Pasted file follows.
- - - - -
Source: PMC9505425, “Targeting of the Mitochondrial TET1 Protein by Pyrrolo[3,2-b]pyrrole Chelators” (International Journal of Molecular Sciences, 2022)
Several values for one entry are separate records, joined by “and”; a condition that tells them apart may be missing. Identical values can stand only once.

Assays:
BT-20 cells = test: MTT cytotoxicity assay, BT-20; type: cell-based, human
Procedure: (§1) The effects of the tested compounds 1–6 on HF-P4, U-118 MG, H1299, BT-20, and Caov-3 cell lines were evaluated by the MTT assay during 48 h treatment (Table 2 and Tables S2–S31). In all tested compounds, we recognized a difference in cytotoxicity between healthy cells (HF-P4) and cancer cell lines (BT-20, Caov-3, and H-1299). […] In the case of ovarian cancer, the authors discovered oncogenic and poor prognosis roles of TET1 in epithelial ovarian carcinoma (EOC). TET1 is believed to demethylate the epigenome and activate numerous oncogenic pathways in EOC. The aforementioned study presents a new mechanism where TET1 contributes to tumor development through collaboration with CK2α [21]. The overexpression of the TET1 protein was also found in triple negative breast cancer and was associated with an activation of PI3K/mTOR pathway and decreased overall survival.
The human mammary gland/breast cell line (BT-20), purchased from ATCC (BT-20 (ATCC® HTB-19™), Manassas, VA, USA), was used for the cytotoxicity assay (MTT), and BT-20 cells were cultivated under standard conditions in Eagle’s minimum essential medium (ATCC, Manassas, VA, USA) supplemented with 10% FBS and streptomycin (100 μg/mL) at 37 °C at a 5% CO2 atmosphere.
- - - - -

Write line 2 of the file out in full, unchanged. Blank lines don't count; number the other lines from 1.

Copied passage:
Several values for one entry are separate records, joined by “and”; a condition that tells them apart may be missing. Identical values can stand only once.